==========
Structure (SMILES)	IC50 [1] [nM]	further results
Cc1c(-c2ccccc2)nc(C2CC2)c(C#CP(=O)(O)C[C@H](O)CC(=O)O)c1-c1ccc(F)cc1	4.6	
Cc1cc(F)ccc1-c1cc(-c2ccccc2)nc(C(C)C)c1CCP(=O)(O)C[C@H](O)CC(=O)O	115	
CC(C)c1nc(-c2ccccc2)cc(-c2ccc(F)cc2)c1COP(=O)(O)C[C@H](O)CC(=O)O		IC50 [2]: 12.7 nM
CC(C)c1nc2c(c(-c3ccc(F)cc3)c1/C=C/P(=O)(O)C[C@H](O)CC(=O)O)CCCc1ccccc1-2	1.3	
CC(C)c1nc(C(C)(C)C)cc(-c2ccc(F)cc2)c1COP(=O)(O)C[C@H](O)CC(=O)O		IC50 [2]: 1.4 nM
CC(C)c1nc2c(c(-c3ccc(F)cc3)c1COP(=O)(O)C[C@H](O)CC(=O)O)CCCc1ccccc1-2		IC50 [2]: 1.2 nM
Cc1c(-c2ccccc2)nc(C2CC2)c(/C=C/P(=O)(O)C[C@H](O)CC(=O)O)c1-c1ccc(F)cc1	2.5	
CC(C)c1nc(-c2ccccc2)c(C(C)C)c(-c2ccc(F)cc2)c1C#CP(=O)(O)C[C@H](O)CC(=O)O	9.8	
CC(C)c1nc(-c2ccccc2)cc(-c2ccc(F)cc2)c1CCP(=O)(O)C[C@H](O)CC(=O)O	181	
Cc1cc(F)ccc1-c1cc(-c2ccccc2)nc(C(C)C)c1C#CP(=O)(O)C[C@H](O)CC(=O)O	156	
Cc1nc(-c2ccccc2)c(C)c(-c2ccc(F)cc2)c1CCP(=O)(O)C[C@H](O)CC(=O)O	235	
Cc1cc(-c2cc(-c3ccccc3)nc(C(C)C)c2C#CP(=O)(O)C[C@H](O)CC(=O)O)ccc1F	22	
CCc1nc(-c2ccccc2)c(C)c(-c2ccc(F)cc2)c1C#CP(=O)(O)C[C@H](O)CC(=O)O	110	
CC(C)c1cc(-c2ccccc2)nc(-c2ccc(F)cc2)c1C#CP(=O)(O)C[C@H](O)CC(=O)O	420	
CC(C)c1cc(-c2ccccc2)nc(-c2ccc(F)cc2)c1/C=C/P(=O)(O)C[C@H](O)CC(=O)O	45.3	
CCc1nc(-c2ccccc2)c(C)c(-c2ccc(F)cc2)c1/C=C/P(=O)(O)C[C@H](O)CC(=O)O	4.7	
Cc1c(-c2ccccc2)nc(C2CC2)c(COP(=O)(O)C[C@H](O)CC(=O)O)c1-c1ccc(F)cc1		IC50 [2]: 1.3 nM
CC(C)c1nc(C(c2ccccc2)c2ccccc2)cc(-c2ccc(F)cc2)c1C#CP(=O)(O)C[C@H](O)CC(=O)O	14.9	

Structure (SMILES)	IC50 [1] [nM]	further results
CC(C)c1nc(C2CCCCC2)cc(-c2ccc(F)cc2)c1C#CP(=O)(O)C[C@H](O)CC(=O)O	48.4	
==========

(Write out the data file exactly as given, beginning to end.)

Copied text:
Structure (SMILES)	IC50 [1] [nM]	further results
Cc1c(-c2ccccc2)nc(C2CC2)c(C#CP(=O)(O)C[C@H](O)CC(=O)O)c1-c1ccc(F)cc1	4.6	
Cc1cc(F)ccc1-c1cc(-c2ccccc2)nc(C(C)C)c1CCP(=O)(O)C[C@H](O)CC(=O)O	115	
CC(C)c1nc(-c2ccccc2)cc(-c2ccc(F)cc2)c1COP(=O)(O)C[C@H](O)CC(=O)O		IC50 [2]: 12.7 nM
CC(C)c1nc2c(c(-c3ccc(F)cc3)c1/C=C/P(=O)(O)C[C@H](O)CC(=O)O)CCCc1ccccc1-2	1.3	
CC(C)c1nc(C(C)(C)C)cc(-c2ccc(F)cc2)c1COP(=O)(O)C[C@H](O)CC(=O)O		IC50 [2]: 1.4 nM
CC(C)c1nc2c(c(-c3ccc(F)cc3)c1COP(=O)(O)C[C@H](O)CC(=O)O)CCCc1ccccc1-2		IC50 [2]: 1.2 nM
Cc1c(-c2ccccc2)nc(C2CC2)c(/C=C/P(=O)(O)C[C@H](O)CC(=O)O)c1-c1ccc(F)cc1	2.5	
CC(C)c1nc(-c2ccccc2)c(C(C)C)c(-c2ccc(F)cc2)c1C#CP(=O)(O)C[C@H](O)CC(=O)O	9.8	
CC(C)c1nc(-c2ccccc2)cc(-c2ccc(F)cc2)c1CCP(=O)(O)C[C@H](O)CC(=O)O	181	
Cc1cc(F)ccc1-c1cc(-c2ccccc2)nc(C(C)C)c1C#CP(=O)(O)C[C@H](O)CC(=O)O	156	
Cc1nc(-c2ccccc2)c(C)c(-c2ccc(F)cc2)c1CCP(=O)(O)C[C@H](O)CC(=O)O	235	
Cc1cc(-c2cc(-c3ccccc3)nc(C(C)C)c2C#CP(=O)(O)C[C@H](O)CC(=O)O)ccc1F	22	
CCc1nc(-c2ccccc2)c(C)c(-c2ccc(F)cc2)c1C#CP(=O)(O)C[C@H](O)CC(=O)O	110	
CC(C)c1cc(-c2ccccc2)nc(-c2ccc(F)cc2)c1C#CP(=O)(O)C[C@H](O)CC(=O)O	420	
CC(C)c1cc(-c2ccccc2)nc(-c2ccc(F)cc2)c1/C=C/P(=O)(O)C[C@H](O)CC(=O)O	45.3	
CCc1nc(-c2ccccc2)c(C)c(-c2ccc(F)cc2)c1/C=C/P(=O)(O)C[C@H](O)CC(=O)O	4.7	
Cc1c(-c2ccccc2)nc(C2CC2)c(COP(=O)(O)C[C@H](O)CC(=O)O)c1-c1ccc(F)cc1		IC50 [2]: 1.3 nM
CC(C)c1nc(C(c2ccccc2)c2ccccc2)cc(-c2ccc(F)cc2)c1C#CP(=O)(O)C[C@H](O)CC(=O)O	14.9	

Structure (SMILES)	IC50 [1] [nM]	further results
CC(C)c1nc(C2CCCCC2)cc(-c2ccc(F)cc2)c1C#CP(=O)(O)C[C@H](O)CC(=O)O	48.4	